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If Fire Strikes, Make Every Second Count: Part 3

Posted by Daryl Girnus on July 9, 2019

It’s easy to overlook fire hydrants — until a fire starts. Then hydrants become crucial. Without them, firefighters are less effective at saving your home or business.  Although firefighters carry water on their trucks, it may not be enough to put out a large fire.

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Topics: Home safety, Disaster preparedness, fire hydrants, fire departments, Home Fire Protection

If Fire Strikes, Make Every Second Count: Part 2

Posted by Daryl Girnus on June 18, 2019

No one wants to contemplate what it would be like to have their home catch on fire, but if yours does, you’ll want firefighters to extinguish the flames as quickly as possible. Fortunately, you can help firefighters respond swiftly. In fact, one of the biggest factors affecting firefighters’ speed in putting out a home fire is what you do long before a fire sparks. Taking a little time now could make a huge difference later, reducing property damage and possibly saving lives.  

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Topics: Home safety, Washington state, Disaster preparedness, fire departments, Home Fire Protection

If Fire Strikes, Make Every Second Count: Part 1

Posted by Daryl Girnus on June 4, 2019

When a fire ignites, putting it out is all about speed. The faster you or a firefighter douse the flames with water or an extinguisher, the better. If anything slows down the response, the fire burns longer, causes more damage and poses a greater threat to human life.  

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Topics: Disaster preparedness, fire departments, Hazards

Actual Cash Value vs. Replacement Cost and Why It Matters to You

Posted by WSRB on May 13, 2014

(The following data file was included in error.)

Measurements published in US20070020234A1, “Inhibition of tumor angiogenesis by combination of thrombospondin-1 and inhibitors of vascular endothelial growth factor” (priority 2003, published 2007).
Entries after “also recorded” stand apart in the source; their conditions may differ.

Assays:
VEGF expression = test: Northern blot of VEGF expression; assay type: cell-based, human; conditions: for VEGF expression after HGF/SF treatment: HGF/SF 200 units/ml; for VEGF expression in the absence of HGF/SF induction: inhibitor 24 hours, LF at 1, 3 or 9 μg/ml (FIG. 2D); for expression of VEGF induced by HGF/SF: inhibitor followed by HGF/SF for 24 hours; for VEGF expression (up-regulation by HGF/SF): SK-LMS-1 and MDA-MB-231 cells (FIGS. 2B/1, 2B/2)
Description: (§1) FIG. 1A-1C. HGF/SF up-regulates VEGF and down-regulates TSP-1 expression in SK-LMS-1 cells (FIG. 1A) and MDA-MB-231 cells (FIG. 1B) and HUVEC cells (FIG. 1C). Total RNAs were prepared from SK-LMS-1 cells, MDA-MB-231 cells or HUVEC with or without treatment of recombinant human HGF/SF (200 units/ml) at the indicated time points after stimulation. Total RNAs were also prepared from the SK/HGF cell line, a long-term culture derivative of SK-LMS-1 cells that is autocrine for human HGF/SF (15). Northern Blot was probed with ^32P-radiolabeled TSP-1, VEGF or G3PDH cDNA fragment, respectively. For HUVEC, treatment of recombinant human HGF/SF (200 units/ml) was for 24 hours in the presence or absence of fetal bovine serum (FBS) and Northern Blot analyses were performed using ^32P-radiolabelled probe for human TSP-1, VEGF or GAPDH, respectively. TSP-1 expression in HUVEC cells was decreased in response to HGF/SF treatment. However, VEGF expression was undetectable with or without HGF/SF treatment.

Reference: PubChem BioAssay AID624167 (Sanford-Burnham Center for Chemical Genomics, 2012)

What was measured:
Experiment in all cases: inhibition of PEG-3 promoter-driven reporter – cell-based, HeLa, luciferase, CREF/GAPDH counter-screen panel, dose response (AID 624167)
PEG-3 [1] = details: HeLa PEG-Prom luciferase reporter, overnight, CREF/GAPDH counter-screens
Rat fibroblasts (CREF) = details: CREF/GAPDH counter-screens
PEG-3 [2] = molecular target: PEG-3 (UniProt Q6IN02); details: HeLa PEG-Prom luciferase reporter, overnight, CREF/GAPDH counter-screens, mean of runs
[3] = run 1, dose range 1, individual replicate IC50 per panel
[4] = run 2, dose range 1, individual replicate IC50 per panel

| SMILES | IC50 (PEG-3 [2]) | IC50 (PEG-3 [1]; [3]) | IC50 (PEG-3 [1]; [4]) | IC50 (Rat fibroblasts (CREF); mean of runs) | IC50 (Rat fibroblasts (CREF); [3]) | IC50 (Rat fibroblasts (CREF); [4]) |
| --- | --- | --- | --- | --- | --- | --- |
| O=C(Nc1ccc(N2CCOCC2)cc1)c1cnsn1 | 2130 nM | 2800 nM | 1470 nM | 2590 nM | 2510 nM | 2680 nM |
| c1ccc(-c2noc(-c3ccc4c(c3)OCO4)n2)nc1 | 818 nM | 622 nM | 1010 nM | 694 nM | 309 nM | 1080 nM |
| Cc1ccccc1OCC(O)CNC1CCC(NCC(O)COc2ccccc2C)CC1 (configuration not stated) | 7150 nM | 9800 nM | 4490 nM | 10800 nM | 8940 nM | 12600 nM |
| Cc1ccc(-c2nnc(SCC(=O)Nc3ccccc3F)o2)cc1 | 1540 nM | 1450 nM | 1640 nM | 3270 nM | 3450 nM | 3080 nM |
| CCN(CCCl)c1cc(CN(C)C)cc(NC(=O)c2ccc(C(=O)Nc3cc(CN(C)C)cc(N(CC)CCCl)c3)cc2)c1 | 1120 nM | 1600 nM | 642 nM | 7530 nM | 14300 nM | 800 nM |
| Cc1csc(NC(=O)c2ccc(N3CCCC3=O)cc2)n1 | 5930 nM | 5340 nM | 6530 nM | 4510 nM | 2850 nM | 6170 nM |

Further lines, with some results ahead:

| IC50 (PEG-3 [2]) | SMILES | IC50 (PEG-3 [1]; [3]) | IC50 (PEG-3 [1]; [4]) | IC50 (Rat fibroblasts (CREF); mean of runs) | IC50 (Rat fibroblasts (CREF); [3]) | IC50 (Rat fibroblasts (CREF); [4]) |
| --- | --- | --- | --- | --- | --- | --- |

Imagine a tree falls through the roof of your home during a rainstorm. Not only is your roof in need of repair but so are many of your belongings. When it comes to replacing your damaged belongings, your insurance company will have to determine the value of what was damaged or destroyed. The two most common methods for this determination are Actual Cash Value (ACV) and Replacement Cost (RC). 

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Topics: Disaster preparedness, insurance

Duties After Loss: What Your Insurance Company Expects from You

Posted by WSRB on May 8, 2014

When you buy a property insurance policy, you’re buying a promise from an insurance company: you’re essentially paying a small amount of money each month to protect yourself, your family or your business against a much larger loss.

But what happens when you do suffer a loss? Although insurance policies can vary, the duties after loss tend to be fairly standard.

Let’s say your kitchen catches on fire, or you accidentally run a red light and hit an oncoming car, or perhaps during a windstorm the shakes on your roof blow away, letting the rain and debris come into your home — what do you do?

According to most insurance policies, you must: